Muller, Erwin W. (1911-1977), a German-born American physicist, in 1955 became the first person to see an atom, using a microscope he invented.
Erwin Wilhelm Muller (also spelled Mueller) was born June 13, 1911, in Berlin, Germany. As a student at the Technical University of Berlin, Muller studied physics under Gustav Hertz, who had shared the 1925 Nobel Prize in physics with James Franck for confirming the quantum theory of Max Karl Ernst Ludwig Planck by experiments on the effects produced by bombarding atoms with electrons. In 1936, during a decade of research for a variety of German firms, Muller invented the field-emission microscope. In this instrument, a high negative voltage is applied to a metal needle, and electrons ejected from the needle are attracted to a positively charged screen. Although the images displayed on the screen are too fuzzy to reveal individual atoms, they can indicate how the electrons stream from different metals.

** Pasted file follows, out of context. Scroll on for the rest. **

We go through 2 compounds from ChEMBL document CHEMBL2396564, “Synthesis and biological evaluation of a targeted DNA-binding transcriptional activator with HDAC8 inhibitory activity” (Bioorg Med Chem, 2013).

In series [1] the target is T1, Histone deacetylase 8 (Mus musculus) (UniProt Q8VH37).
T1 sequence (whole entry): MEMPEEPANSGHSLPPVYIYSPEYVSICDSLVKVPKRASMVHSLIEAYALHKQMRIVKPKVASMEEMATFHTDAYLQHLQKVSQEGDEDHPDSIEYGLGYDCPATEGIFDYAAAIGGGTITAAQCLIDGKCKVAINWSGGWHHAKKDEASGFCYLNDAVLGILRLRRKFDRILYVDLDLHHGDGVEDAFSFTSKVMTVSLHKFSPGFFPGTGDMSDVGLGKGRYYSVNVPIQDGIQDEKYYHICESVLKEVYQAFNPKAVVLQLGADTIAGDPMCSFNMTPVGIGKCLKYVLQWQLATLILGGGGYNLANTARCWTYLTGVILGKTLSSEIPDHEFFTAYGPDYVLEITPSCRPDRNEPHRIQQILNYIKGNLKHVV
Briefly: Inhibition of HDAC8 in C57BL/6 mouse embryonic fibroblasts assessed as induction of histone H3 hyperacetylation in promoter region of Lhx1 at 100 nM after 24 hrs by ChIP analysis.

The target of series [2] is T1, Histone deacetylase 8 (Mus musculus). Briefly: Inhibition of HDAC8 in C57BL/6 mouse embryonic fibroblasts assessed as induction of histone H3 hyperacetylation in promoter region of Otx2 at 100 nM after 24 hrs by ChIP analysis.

Following World War II (1939–1945), Muller began an academic career with appointments at the Kaiser Wilhelm Institute for Physical Chemistry in Göttingen and later at the Free University of West Berlin. In 1951, building upon his field-emission microscope, he developed the ion microscope, which could produce pictures of molecules as small as 1/25,000,000th of an inch in diameter. In 1951, Muller used an ion microscope to take the first picture of the arrangement of atoms on a metal's surface. Also in 1951, Muller emigrated to the United States, where the following year he joined the faculty of Pennsylvania State University. In 1954, he developed a modified version of the ion microscope, the atom-probe field-ion microscope, which can analyze a single atom on a specimen's surface. In August 1955, Muller, using his new microscope, became the first person to see an atom. The atom-probe fieldion microscope can also remove atoms from a metal surface and send them to an instrument called a mass spectrometer. This technique is called field ionization mass spectrometry.
Muller was elected to the National Academy of Sciences and the National Academy of Engineering in 1975.